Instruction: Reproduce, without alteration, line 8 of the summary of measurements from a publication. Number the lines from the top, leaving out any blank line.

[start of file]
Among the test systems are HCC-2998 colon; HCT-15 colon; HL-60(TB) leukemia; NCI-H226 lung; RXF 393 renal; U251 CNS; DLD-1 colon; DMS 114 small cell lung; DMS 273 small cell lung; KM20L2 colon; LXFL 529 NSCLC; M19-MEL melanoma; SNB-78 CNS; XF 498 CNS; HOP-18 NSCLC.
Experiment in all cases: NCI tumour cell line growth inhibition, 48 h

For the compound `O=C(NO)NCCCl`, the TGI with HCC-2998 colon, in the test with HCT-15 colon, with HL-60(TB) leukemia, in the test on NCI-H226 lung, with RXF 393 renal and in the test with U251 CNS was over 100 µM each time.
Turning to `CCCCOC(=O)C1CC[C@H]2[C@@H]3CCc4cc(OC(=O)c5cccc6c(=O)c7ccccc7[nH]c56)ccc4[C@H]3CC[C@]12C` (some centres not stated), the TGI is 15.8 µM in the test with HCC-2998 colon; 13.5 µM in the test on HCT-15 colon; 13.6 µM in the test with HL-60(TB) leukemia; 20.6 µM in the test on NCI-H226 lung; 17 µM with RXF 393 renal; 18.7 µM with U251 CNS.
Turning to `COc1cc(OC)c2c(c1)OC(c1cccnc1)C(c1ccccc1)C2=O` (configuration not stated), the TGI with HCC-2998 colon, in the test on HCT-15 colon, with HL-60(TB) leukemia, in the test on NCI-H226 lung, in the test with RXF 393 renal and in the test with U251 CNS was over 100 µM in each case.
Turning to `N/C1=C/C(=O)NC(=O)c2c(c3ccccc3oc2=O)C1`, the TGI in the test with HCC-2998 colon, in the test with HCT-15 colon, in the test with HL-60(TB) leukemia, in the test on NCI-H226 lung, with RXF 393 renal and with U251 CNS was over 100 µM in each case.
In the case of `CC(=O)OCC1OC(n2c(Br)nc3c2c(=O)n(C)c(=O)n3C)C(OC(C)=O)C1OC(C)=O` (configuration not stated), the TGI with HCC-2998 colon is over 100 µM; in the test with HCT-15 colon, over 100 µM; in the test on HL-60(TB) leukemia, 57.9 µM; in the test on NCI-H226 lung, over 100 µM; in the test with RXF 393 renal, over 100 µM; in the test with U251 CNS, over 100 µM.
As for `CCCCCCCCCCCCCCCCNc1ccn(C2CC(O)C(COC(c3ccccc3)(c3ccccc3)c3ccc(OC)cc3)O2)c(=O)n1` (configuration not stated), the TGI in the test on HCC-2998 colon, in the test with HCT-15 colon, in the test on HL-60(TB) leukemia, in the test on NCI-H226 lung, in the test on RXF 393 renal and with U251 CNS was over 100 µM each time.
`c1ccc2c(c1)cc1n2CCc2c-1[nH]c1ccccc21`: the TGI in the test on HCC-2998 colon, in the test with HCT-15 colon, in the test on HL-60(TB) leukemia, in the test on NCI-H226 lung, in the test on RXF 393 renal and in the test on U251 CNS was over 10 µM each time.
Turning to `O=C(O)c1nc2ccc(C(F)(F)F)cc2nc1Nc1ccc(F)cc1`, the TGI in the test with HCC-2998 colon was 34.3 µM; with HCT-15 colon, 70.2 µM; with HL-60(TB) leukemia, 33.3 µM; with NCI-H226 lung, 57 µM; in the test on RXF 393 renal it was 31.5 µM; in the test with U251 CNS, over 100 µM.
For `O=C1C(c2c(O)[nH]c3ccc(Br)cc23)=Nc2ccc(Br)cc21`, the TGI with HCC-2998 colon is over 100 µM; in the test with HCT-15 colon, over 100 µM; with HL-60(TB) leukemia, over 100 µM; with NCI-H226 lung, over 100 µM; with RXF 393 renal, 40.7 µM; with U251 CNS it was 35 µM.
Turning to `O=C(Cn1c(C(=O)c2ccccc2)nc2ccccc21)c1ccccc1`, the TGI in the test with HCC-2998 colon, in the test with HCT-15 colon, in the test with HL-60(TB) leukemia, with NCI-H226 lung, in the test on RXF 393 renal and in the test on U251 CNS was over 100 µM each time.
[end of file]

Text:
As for `CCCCCCCCCCCCCCCCNc1ccn(C2CC(O)C(COC(c3ccccc3)(c3ccccc3)c3ccc(OC)cc3)O2)c(=O)n1` (configuration not stated), the TGI in the test on HCC-2998 colon, in the test with HCT-15 colon, in the test on HL-60(TB) leukemia, in the test on NCI-H226 lung, in the test on RXF 393 renal and with U251 CNS was over 100 µM each time.